I am a wee bit stressed out for various reasons. I almost threw my phone at my computer because I didn’t like what someone said in a review, so the stress level is a bit high. I happened to stumble on a BBC story about bullet journals. I am not sure how much actual journalist I would do, but when I googled it, the supplies included cute journals, cute markers, and cute washi tape.
I have bought all the tape, and kawaii stickers, and markers, and stencils. I am going to sit there and stick cute glittery things into my journal, and nobody will get hurt. I hope. Brace yourself for the pictures of ridiculously decorated journal pages.
I am hoping that you know a source for learning how to deconstruct a favorite book in order to learn how stories, particularly full-length novels are written.Patti
Buy this book. That’s all you need for that.
Question about the biz side of authordom – how did you figure all that out? (Incorporation, taxes, contracts, quickbooks, and all that scary stuff).Katie
It’s not that scary actually. At first you can get away with just being self-employed, then, if the writing business starts making enough money, you can incorporate. I would look for a business-oriented accountant. He can usually recommend the right type of incorporation, and then you can simply hire a lawyer to do the heavy lifting.
At this stage, we are set up as a typical business, with three salaried employees, contractors, paycheck service, etc.
Taxes are a thing. Make sure that you speak to an accountant and get an advice on how much you need to either put aside or withhold. For example, we don’t pay as much in quarterlies, but our withholding is very high. We pay more money to the government than we take home, so we won’t end up with a bill at the end of the year.
I’m wondering who was the first person to read one or your stories and give you encouragement to continue, and elaborate more.Alane
This man. I consider Charlie a mentor. No matter how much we struggled, he always believed we would make it. He is currently editing more than he is writing, so his contribution to the field is even more impressive.
Writing magic in a way that plays nicely for romance tropes must be interesting. Acknowledging that anything could potentially be a book, what are some of the magic powers that you think wouldn’t work in genre without a lot of work?Ash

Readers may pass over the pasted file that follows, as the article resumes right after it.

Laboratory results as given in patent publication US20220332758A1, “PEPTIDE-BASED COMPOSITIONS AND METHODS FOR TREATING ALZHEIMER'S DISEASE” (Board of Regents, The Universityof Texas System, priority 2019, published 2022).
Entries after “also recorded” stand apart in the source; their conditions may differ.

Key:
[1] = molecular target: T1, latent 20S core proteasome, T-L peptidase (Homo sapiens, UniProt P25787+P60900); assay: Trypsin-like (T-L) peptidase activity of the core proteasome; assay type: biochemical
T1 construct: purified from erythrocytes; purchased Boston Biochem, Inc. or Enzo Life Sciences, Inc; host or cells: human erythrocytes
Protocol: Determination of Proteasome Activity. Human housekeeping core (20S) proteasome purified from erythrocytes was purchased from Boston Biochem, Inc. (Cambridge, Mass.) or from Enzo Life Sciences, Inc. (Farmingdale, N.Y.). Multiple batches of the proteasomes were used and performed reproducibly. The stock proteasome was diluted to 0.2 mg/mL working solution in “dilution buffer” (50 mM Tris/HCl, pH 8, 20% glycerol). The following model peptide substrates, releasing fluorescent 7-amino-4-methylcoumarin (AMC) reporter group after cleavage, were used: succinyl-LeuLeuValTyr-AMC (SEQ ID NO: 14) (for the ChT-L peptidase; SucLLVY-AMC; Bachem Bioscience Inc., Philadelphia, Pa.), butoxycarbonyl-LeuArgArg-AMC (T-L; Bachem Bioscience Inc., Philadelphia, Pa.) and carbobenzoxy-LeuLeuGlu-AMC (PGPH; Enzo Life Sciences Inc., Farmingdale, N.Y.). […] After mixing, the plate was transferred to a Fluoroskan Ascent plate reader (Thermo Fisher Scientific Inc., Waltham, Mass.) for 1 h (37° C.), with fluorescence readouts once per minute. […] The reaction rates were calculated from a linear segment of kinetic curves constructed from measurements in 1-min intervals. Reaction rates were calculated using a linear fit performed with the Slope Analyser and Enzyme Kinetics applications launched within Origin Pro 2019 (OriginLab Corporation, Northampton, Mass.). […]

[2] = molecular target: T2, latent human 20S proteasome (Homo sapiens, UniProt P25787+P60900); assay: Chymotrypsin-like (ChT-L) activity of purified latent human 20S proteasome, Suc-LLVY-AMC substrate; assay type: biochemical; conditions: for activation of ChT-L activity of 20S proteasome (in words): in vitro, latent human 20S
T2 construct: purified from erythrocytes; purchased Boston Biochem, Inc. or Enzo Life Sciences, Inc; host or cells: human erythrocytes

Time travel. it is a massive pain in the arse, as the second half of the Avengers finale demonstrated. I know this movie is popular, but holy crap, what a convoluted illogical mess. ::shudders:: The first one was so good. Like what the hell happened?
Anyway, time travel sucks for a number of reasons. One, it’s hard to get the reader to worry about anything, because you can just go back in time and fix it. Two, if it’s the kind of time travel where a person goes back and stays in the past, it inevitably runs into the conflict between the modern and past ethics. That puts a damper on any romance or even meaningful relationships. I’m not a fan of OUTLANDER for that very reason. Three, it requires a ton of research. Four, it has a tendency to get overly complicated and the reader gets lost.
To avoid some of the pitfalls, you have to mess around with the logic of time travel. You can go with one minuscule change equals enormous consequences (Bradbury, THE SOUND OF THUNDER) or time/space is a ball of rubber bands and if you pull one out, it will compensate. You can go a different route entirely like Simak did in TIME IS THE SIMPLEST THING, where past is completely dead.
No matter what you do with it, it’s a mess.